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Bucks pupils celebrate GCSE results
12:03pm Thursday 23rd August 2012 in News
GCSE results may be down nationally – for the first time in 24 years – but schools in south Bucks have been reporting yet another strong year of results.
The national decline has been marginal, with 69.4 per cent of entries earning grades A*-C, compared to 69.8per cent last year and 22.4 per cent of pupils getting A* and A grades, down from 23.2 per cent.
Princes Risborough School announced an 8 per cent improvement in the number of pupils achieving five A*-C grades, including English and maths. Head teacher Pete Rowe said: “We are particularly pleased with a significant rise in our maths results to over 60% with English at 66 per cent. Once again the school is able to celebrate the superb partnership working between staff, students and their parents; together we are hugely proud of our youngsters results.”
Among the star pupil performances noted by the school were: Charlotte Birch with 4 A*s and six A grades, Jessica Cartwright 10 A*s and two As, Kathryn Jones 6 A*s and 5 As, and Toby Smith six A+s and 4 As.
At Wycombe High School 76 per cent of results were graded A* or A, with 54 students out of 180 achieving straight A* and As. A total of 61 per cent of pupils achieved eight A*-A grades.
Among them were Caroline Daniel and Beth Roberts-Rhodes, who both got A*s in all but one of their subjects.
Beth said she was shocked at her results, adding: "I've been waiting since the end of June. It's made two years' work worth it. I just want to get home now."
Headteacher Sharon Cromie said: "They are even better than last year so we are bucking the national trend. I'm delighted we've done exceptionally well.
"As always my thanks go to the students, their parents and of course the staff who have worked hard to support and encourage."
Over the road at John Hampden Grammar School it was another record year as 45 per cent of pupils achieved eight A* or A grades.
Among those celebrating were Alex Eaton, who got three A* and eight A grades, and Jack Turner, who achieved one A*, nine As and a B.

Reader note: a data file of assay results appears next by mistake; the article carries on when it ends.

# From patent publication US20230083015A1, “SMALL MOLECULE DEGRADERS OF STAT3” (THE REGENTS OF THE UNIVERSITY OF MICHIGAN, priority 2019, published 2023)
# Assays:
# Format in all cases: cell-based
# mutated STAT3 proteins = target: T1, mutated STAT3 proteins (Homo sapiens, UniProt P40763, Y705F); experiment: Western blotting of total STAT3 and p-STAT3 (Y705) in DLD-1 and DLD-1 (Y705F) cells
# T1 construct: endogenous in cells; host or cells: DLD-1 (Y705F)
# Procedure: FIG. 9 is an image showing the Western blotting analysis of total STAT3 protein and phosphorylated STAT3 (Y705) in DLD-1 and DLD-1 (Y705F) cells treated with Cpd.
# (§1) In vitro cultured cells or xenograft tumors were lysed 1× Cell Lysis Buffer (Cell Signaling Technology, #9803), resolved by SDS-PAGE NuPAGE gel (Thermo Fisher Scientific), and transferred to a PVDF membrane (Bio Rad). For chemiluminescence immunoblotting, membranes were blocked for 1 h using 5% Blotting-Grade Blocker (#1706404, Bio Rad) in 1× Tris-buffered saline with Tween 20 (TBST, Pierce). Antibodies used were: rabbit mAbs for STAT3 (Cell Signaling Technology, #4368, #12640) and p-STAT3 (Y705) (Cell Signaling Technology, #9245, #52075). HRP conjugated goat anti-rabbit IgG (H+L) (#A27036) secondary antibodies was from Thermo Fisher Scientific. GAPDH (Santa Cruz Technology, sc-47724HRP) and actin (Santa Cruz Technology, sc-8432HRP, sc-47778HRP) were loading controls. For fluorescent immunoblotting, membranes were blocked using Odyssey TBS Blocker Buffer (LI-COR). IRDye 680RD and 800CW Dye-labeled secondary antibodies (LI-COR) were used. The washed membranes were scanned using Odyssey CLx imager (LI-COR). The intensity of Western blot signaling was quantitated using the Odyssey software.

They spent their summer thinking about their results despite heading to the Himalayas to climb a mountain 6,666m tall.
Alex, from Great Missenden, said: "It was always there at the back of our mind. We had a long time walking to get there and we were thinking about our results."
Jack, from Marlow, said: "I'm happy with what I got and also relieved. I was a bit disappointed with the B but happy with the others."
They are off to the Reading music festival this weekend to help toast their success.
Results continue to improve at Cressex Community School , where 60 per cent of pupils achieved straight A*-C grades.
The success stories included Azhar Ahmed, who achieved six A-C GCSEs having only arrived at the school two years ago from Pakistan and barely able to speak English.
He said: "I was surprised I got six A-C.
"The teachers helped me after school. Every time you needed help they were there."
Pal Saif Ali got seven A*-A grades, including an A in maths, having also struggled with English when he first started at the school in March 2009.
Both will study ICT at Amersham and Wycombe College next year.
At the Royal Grammar School every student got five A*-C grades, with 98.9 per cent of the 188 pupils gaining eight A*-C.
Top of the class was Tom Taplin, who achieved 11 A*s out of 11 and secured an A grade in additional maths - the highest mark possible.
Other notable successes were Hugh Furness and Noah Blackmore, who achieved nine A*s and three As, and Mon Yeu Chan, who managed 10 A* and two A grades.
Headmaster Roy Page said: "It's through the hard work of the boys that they have achieved their grades, and the support and hard work of the staff which have enabled them to achieve another pleasing set of results.
The Highcrest Academy continues to go from strength to strength, with the number of pupils achieving at least five A*-C grades jumping from 83 per cent last year to 96 per cent this year.
Notable achievers were Laura Williams, who had four A*s, four As, one B and a double star distinction in a BTEC diploma, and Anna Khan, who managed seven A grades, one B and a star distinction at BTEC.
Three other students - Amy Harrison, Heather Curry and Sanum Mohammed - all passed AS Level subjects after taking the exam a year early.
Principal Sheena Moyinhan said: "These results are, once again, the best results in the history of the Highcrest Academy. They represent a continuing pattern of tremendous improvement.